(1.) See Celestine Bohlen, Why Do Terrorists Target Democracies, N.Y. Times (Sept. 15, 2015), .html (discussing reasoning behind terrorist attacks on democratic societies). There are varying theories as to why terrorists attack western counties, among them, religion and politics. Id. Democracy itself may not be the target of terrorism; rather, countries that have democratic societies make it easier for the free flow of ideas, making the spread of terrorism easier. Id. See also Steven Charles Nemeth, A Rational Explanation of Terrorist Targeting 30 (July 2010) (unpublished Ph.D. dissertation, The University of Iowa) (indicating terrorists often choose targets for symbolic reasons); James M. Lutz & Brenda J. Lutz, Democracy and Terrorism, 4 Terrorism Research Initiative 1 (researching link between democracy and terrorism). While there is no concrete link that can be found indicating that a higher amount of democratic societies are affected by terrorism, but there is no doubt a strong connection. See supra Lutz. See generally Declaration of Independence (U.S. 1776) (indicating rights of American citizens). The Declaration of Independence states "[w]e hold these truths to be self-evident, that all men are created equal, that they are endowed by their Creator with certain unalienable Rights, that among these are Life, Liberty and the pursuit of Happiness." Id. at para. 2. 1958 Const. Art. 2 (Fr.) (setting out motto of French nation). France's motto is "Liberte, Egalite, Fraternite," which translates to liberty, equality, fraternity. Id.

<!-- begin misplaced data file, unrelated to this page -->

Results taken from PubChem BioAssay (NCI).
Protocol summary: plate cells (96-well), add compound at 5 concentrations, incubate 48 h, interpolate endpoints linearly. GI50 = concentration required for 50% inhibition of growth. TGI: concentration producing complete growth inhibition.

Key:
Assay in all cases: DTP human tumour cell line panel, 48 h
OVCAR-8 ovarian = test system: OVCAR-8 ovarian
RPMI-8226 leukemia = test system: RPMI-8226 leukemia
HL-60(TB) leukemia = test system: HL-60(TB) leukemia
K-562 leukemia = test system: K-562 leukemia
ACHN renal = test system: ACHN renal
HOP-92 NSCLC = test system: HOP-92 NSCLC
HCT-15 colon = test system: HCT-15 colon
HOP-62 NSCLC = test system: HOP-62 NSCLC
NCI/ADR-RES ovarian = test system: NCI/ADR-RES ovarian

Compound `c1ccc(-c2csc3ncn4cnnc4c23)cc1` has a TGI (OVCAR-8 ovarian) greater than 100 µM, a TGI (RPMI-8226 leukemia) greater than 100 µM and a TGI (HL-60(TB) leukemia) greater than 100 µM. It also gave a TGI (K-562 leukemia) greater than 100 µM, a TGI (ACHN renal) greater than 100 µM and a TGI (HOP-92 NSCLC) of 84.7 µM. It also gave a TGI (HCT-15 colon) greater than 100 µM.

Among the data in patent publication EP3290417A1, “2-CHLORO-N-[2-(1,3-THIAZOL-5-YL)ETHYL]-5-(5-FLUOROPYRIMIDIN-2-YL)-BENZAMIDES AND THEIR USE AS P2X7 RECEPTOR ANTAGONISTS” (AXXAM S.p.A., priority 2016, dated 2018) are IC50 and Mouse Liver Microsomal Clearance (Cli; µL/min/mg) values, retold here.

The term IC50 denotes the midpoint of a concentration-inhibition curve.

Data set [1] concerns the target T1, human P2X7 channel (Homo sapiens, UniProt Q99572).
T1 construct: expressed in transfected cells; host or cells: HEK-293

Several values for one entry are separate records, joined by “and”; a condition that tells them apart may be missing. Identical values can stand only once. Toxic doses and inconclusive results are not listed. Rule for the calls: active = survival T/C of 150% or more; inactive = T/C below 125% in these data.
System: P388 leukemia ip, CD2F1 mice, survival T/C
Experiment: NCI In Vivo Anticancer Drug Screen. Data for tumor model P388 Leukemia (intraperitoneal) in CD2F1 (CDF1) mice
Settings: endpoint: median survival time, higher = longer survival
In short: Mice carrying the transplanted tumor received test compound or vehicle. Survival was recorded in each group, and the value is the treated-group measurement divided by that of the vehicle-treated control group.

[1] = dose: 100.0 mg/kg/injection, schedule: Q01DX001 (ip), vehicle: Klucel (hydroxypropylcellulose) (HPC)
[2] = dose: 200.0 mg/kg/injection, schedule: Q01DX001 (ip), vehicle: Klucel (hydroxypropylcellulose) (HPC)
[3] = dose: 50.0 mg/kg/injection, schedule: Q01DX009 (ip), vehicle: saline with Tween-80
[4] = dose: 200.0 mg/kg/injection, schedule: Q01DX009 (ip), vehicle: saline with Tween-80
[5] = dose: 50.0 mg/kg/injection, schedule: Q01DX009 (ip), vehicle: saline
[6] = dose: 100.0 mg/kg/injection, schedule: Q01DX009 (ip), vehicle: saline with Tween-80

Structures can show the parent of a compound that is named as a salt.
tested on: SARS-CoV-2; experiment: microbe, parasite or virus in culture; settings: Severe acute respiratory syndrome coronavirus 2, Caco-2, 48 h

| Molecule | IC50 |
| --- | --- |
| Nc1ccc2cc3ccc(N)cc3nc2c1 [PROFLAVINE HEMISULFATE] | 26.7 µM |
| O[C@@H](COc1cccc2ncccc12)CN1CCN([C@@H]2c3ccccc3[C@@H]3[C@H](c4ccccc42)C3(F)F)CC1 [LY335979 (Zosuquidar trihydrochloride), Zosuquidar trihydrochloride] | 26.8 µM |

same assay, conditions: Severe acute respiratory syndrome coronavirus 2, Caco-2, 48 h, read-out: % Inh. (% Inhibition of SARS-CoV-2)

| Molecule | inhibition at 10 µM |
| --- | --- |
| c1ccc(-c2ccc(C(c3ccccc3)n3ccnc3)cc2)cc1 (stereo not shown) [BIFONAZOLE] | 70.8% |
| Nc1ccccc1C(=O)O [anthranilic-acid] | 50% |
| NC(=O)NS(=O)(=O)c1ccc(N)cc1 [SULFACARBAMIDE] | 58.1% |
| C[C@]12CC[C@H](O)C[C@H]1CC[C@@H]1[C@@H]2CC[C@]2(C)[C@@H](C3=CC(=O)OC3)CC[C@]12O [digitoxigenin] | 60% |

(2.) See 18 U.S.C. [section] 2331 (1992) (defining international and domestic terrorism in United States); Walter Laquer, History of Terrorism (2001) (chronicling acts of terror throughout history). Terrorism is found in many parts of the world and recently urban terrorism has become very frequent. Id. at 175. Urban terrorism can be broken down into three main categories, separatist, nationalist terrorism, Latin American terrorism and urban terrorism that grew out of the New Left. Id. See Kent Roach, The 9/11 Effect: Comparative Counter-Terrorism (2011) (discussing various countries' responses to September 11, 2001 (September 11th)); Nemeth, supra note 1 at 5 (stating terrorism has been around in some form for centuries); John Moore, The Evolution of Islamic Terrorism, Frontline, http:// shows/target/etc/modern.html (listing Islamic terror attacks leading to September 11th). The roots of "modern terrorism" date back to the 1960s. Moore, supra.